When clients seek help, they are embracing their vulnerability and need to change. They, at least for a moment, are putting their faith in a helper to consider a different way forward. The helper, in choosing how to respond, can either help or hurt. In some fields, such as mental health counseling, hurting may have disastrous consequences.
I was reminded of this over the weekend as I watched Episode 13 of the Netflix series Thirteen Reasons Why. In the episode, the protagonist Hannah, a high school student, reaches out to the school guidance counselor for help. Unfortunately, the counselor does nothing but reinforce the status quo, which takes the show to a very dark place later in the episode. Opportunities to support change are completely missed, and the tragedy that follows is ultimately seen as a deficiency with the client.
In the session with Hannah, it is not clear if Mr. Porter was attempting to apply a specific process or therapy for supporting change. More than likely, he was not, and was simply exercising his position of power over his client in his own way as “expert”. This happens far too often in the helping profession in my experience. Whether intentional or not, it is unacceptable.
Person-Centered Counseling #
A core idea I embrace for supporting change is Person-Centered Counseling. The idea is not new, it was pioneered by the work of Carl Rogers in the 1940’s. But in the last twenty years, it’s become more mainstream and well-researched with the maturity of therapies such as Motivational Interviewing.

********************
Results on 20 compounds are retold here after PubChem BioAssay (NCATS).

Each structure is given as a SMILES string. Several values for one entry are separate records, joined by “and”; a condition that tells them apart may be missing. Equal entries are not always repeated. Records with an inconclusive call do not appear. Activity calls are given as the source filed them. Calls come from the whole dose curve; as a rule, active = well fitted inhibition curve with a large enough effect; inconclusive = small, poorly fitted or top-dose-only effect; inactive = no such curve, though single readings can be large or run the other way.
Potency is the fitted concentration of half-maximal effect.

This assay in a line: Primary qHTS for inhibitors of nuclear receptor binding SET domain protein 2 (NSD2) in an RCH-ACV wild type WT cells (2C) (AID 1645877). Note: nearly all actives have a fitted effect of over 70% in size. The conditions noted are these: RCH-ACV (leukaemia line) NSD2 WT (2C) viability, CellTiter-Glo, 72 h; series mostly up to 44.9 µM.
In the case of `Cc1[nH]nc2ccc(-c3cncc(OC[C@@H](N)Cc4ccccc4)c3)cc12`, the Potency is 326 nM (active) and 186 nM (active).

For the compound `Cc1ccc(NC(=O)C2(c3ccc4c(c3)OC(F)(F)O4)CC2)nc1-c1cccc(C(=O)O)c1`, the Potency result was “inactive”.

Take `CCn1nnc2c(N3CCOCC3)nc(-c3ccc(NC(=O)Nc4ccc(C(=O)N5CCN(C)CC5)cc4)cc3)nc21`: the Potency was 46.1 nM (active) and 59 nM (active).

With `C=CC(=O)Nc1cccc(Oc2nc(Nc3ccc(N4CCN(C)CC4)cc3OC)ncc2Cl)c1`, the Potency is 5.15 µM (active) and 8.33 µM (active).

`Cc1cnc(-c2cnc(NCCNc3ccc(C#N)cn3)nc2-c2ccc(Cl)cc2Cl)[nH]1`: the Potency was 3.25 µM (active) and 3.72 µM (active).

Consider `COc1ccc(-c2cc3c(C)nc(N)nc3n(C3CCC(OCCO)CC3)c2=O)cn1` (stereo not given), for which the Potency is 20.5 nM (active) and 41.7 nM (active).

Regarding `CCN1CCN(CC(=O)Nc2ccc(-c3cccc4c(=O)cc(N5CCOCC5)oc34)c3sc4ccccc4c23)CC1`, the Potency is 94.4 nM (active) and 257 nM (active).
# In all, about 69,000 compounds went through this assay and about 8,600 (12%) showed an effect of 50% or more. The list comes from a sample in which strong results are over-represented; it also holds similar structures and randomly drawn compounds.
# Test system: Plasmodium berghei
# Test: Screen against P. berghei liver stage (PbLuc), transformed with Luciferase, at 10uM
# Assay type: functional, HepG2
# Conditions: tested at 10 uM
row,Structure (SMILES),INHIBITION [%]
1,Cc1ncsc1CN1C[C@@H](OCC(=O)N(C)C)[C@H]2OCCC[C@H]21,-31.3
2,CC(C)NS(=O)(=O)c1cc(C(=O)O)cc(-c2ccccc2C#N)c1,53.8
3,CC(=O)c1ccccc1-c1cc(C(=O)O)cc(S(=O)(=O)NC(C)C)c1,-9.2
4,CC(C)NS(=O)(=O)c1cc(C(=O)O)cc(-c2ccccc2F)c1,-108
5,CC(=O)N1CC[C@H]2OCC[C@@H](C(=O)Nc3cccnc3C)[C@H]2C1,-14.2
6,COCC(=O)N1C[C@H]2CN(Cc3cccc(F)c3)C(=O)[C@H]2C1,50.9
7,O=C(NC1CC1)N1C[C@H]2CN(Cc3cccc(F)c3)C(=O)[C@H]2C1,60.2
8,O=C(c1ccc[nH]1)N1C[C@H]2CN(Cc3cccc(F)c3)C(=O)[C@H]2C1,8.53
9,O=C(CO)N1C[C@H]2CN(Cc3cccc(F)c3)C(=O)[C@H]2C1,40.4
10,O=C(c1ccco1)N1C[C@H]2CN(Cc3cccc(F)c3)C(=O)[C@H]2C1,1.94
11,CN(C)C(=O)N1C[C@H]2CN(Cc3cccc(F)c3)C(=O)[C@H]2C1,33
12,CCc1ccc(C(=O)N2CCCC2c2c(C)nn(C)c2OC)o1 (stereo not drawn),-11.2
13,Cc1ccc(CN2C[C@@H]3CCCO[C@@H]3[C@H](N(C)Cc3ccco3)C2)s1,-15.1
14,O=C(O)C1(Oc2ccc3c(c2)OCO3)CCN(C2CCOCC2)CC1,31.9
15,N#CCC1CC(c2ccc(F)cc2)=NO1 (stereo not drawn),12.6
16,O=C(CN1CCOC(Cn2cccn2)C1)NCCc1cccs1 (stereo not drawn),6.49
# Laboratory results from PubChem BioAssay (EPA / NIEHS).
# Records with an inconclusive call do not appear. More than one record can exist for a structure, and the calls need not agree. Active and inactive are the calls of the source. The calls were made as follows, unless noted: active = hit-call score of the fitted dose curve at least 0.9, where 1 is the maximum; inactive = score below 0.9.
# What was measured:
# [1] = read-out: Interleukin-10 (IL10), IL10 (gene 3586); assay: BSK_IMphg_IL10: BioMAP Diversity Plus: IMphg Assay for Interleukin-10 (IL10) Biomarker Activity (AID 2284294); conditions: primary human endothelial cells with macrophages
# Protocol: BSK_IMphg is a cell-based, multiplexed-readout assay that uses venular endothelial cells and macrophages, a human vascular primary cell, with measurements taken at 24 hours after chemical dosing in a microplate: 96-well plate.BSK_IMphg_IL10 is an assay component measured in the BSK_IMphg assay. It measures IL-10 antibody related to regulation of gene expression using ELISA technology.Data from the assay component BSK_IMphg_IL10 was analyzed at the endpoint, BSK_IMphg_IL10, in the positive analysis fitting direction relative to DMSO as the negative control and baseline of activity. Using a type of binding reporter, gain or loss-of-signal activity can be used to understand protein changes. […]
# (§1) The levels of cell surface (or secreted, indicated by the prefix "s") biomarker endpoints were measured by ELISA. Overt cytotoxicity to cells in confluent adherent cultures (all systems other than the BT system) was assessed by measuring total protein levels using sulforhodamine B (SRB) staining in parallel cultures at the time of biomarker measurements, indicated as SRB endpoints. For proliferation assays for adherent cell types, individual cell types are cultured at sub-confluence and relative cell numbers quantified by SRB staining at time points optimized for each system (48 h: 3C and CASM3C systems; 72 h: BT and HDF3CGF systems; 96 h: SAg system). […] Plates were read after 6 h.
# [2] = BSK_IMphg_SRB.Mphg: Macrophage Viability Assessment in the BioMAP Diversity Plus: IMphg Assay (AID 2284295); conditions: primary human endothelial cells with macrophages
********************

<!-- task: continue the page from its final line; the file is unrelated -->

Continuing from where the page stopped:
I was so impacted by the Netflix series, I began to wonder–what if Mr. Porter had applied a person-centered therapy in supporting Hannah’s motivation to change. Would the outcome have been different?
Yes, I believe so. What follows is a technical exercise to explore that.
Exercise: An Analysis of Fidelity to Person-Centered Counseling #
The exercise consists of two parts. The first part is an analysis of Mr. Porter’s original interview, as conducted in the episode verbatim. The second part is an analysis of a fictional alternative that uses Person-Centered Counseling. The alternative keeps the same structure of the original wherever possible–what’s different is how Mr. Porter responds to Hannah when she reveals motivation to change, or “change talk”.